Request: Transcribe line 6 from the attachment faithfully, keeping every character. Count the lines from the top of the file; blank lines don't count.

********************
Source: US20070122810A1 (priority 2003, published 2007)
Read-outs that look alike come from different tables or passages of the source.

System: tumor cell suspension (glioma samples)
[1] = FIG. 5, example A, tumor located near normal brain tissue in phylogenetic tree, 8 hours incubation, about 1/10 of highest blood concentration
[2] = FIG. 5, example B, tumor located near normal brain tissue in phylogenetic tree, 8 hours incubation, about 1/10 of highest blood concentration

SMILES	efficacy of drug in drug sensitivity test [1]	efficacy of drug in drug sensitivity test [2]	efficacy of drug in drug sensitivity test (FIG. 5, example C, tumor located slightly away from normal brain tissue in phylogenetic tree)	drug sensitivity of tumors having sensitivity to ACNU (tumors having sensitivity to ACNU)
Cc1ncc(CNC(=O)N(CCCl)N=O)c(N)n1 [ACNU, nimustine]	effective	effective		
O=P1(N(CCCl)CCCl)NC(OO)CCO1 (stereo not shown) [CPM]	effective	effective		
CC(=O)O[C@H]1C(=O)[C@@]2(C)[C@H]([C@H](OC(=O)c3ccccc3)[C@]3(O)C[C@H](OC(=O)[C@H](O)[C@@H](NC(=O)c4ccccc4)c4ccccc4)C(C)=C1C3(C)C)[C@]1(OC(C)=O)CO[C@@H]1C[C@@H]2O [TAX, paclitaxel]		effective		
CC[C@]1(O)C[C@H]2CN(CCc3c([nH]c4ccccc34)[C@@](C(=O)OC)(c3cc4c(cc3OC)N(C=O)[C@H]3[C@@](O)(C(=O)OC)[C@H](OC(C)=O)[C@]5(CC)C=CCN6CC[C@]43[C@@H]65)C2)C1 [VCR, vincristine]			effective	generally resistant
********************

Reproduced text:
SMILES	efficacy of drug in drug sensitivity test [1]	efficacy of drug in drug sensitivity test [2]	efficacy of drug in drug sensitivity test (FIG. 5, example C, tumor located slightly away from normal brain tissue in phylogenetic tree)	drug sensitivity of tumors having sensitivity to ACNU (tumors having sensitivity to ACNU)